My parents put a bit of transition preparation in, but not nearly proportional to the scope of the change. It is our bodies that cling to this ritual and sameness. Like I said, we have thoughts and feelings that require working through. But even when we settle it in our minds that doesn’t mean our bodies are on board. The anxiety of the newness goes directly to our lizard brain and we are in fight or flight mode on steroids! Our bodies betray our rational thinking and we have little control. For each, this can manifest differently but usually never appropriately. We are then classified as having behaviors. This is never a positive label. We are aggressive or self injurious  or a runner; I could go on and on with the descriptors. We are simply having a reaction resulting in an action not under our volitional control.

Try to wrap your brain around that concept. My parents ripped my world out from under me without helping me to prepare emotionally or mentally. My body was primed to rebel and my anger, fear, and sadness fueled it. Had they gotten me on board mentally and emotionally it would have been tough; instead it was impossible. We had a rough time for a while until they fully realized what was to blame.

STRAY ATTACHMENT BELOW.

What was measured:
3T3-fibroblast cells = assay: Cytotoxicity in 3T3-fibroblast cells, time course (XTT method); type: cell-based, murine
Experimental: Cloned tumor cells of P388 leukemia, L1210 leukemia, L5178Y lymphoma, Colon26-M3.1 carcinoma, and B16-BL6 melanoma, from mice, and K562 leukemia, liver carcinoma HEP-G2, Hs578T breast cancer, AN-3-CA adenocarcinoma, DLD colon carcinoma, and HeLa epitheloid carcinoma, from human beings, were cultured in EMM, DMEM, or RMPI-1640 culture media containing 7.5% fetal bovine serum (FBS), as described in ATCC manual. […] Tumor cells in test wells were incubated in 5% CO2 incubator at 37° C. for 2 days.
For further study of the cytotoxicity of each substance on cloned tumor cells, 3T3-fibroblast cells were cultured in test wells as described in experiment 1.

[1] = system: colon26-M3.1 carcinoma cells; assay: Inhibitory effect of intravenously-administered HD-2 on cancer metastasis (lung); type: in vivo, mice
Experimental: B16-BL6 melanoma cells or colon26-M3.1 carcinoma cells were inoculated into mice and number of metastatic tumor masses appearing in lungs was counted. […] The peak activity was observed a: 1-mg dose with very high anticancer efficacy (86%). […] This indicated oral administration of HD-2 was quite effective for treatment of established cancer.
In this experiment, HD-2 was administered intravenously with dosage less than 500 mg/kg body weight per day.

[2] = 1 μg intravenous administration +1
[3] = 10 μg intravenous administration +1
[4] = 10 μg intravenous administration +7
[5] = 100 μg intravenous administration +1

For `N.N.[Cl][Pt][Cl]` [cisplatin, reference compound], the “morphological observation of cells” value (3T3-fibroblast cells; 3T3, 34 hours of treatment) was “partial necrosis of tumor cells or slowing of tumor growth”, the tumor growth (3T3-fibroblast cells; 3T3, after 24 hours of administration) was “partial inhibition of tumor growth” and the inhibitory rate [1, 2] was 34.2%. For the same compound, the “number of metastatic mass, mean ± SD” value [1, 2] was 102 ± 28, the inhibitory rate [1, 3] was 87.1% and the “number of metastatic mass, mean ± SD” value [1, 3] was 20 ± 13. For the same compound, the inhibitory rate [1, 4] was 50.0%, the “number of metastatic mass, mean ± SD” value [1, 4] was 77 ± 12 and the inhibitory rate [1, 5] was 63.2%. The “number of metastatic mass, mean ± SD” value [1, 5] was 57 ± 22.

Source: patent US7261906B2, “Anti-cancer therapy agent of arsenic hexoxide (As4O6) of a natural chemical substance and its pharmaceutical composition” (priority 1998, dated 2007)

Then a miracle happened: I was introduced to the letter board. Suddenly, (but paradoxically: it had taken sixteen years), I could express myself. We have never looked back-except to heal old wounds. I could not have asked for any more supportive parents, in fact I don’t think any exist. They embraced this opportunity that God provided and continue to propel me forward into a now bright future.

I am now connected to others on a whole different level. My Bridge of Connectedness has been rebuilt, restored, and reinforced. It is no longer a one way path across. It is a reciprocal route because I can venture off of my island now and fellowship with friends, whether neurotypical or neurodiverse. I never wanted to be an island and thanks to God and the letter board I no longer have to be. I have a bridge to many beautiful friends. 

I’m grateful to God whose bridge to me through Jesus has always stayed and will always stay intact. You out there will be hearing more from me, until then never let your bridges burn, rust, flood, wash out, crumble or otherwise break down. We are meant to love, connect, share, and unite.